Governments across the continent have pursued and continue to pursue initiatives to improve the conditions facing children and youth in their countries. These include efforts to expand access to education and abolish the most harmful forms of child labor. Governments have often done this work in partnership with intergovernmental and non-governmental organizations, such as the International Labour Organisation (ILO) and other UN agencies.

But there is much more that governments could do to improve the conditions of children. These include adopting more extensive legislation to regulate children’s employment and prevent child labor, and better supporting female children and youth to complete their primary and secondary education.

In Tanzania specifically, there are a number of challenges. There is evidence of Tanzanian children engaging in the worst forms of child labor including in mining and domestic service. Pregnant students are also commonly expelled from schools on the mainland, a practice that limits girls’ access to education and makes them vulnerable to child labor. The government must support efforts to prevent discrimination against pregnant students, strengthen legislation to prevent the worst forms of child labor, and improve its capacity to inspect workplaces and punish employers who exploit children.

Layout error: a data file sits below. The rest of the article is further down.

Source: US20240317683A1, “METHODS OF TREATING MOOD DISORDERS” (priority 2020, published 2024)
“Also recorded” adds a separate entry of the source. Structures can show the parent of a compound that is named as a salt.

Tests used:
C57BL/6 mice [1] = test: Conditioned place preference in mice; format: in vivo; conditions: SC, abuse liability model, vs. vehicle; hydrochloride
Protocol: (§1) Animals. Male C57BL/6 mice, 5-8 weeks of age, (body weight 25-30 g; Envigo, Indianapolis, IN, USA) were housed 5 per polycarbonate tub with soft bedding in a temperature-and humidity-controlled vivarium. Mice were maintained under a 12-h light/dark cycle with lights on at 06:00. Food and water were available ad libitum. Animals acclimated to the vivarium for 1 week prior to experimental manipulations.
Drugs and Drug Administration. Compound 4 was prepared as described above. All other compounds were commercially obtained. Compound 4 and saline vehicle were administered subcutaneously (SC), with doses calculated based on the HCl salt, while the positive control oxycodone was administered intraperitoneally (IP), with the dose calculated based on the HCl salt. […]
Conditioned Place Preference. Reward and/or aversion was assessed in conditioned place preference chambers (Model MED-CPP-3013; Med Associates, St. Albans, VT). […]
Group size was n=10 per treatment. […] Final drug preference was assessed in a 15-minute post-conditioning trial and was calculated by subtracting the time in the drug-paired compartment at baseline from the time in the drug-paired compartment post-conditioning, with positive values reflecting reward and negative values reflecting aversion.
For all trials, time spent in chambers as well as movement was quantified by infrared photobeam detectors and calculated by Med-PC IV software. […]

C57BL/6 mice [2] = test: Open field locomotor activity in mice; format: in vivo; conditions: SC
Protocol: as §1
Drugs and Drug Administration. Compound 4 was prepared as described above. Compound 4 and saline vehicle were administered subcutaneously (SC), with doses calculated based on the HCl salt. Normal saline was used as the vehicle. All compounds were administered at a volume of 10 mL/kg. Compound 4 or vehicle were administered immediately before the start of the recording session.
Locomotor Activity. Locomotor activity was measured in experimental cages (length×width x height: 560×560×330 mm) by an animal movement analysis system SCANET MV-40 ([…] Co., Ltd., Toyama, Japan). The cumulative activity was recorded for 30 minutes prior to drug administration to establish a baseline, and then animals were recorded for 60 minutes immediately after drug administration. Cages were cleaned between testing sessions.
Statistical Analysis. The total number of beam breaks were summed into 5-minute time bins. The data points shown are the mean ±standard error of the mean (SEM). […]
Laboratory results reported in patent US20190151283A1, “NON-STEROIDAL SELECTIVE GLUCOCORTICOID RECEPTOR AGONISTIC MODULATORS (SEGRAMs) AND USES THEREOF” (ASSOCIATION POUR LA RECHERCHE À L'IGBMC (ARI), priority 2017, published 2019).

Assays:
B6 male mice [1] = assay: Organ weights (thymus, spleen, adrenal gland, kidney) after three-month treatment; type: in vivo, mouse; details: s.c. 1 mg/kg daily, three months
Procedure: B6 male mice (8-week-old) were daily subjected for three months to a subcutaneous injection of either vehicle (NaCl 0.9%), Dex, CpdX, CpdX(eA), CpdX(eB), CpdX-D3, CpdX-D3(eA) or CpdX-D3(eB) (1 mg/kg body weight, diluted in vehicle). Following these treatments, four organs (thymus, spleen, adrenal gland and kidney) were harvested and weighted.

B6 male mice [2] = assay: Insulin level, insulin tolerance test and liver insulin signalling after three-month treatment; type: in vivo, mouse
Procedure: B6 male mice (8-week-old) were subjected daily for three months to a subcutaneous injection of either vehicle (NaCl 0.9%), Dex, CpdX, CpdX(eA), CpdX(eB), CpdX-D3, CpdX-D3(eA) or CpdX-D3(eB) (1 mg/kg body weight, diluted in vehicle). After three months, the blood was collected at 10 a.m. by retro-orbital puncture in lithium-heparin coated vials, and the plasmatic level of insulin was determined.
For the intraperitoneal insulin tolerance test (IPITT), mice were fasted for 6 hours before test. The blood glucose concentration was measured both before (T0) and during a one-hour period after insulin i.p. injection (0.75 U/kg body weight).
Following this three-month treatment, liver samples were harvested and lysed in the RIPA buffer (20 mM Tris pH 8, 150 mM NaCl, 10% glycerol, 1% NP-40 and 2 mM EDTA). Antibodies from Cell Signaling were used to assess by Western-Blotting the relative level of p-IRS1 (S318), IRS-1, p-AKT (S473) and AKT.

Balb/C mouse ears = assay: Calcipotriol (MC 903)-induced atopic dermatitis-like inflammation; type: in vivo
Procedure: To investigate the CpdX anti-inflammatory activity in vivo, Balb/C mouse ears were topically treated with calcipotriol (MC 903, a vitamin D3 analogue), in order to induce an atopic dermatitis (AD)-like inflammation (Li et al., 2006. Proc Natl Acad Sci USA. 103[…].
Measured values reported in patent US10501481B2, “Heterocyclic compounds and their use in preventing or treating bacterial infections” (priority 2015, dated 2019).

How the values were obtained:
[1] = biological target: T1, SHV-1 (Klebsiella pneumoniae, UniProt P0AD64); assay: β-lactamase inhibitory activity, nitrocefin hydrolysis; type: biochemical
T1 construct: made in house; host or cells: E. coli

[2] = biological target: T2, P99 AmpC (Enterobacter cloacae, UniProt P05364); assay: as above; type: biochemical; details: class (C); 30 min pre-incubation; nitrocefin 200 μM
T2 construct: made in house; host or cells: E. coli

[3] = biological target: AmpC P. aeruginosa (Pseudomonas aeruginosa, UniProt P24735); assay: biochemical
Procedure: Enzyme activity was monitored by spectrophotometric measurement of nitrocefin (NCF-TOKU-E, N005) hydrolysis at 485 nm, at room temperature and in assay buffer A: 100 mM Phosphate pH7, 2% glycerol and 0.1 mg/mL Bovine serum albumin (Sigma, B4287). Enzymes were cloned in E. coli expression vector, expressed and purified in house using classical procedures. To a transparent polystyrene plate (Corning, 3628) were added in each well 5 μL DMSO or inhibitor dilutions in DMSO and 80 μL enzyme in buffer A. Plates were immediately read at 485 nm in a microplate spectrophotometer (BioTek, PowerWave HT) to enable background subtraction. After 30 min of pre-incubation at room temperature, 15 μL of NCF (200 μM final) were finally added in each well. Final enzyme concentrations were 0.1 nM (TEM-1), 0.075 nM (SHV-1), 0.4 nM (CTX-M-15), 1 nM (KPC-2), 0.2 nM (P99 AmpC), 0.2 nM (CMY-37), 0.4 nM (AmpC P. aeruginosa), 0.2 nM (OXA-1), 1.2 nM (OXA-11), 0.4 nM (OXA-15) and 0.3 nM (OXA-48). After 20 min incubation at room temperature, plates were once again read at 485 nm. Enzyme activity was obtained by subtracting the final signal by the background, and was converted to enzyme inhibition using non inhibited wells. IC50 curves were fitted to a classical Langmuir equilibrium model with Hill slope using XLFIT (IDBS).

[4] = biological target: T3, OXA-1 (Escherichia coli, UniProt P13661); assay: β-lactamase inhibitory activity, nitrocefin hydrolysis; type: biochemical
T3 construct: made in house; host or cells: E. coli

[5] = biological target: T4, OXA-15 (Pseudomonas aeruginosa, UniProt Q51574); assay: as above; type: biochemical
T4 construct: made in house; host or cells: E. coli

African Children cannot flee the effects and conditioning of surroundings, culture, and normative practices unless the conditioners are modified for good. Child labor, denial of education, denial of rights, and gender discrimination, among others, stand out in many African societies. A lot of advocacy is taking place, yet more is needed. Liberation of the African Child calls for a liberation of the worldview of the entire African society whereby the child will be given priority.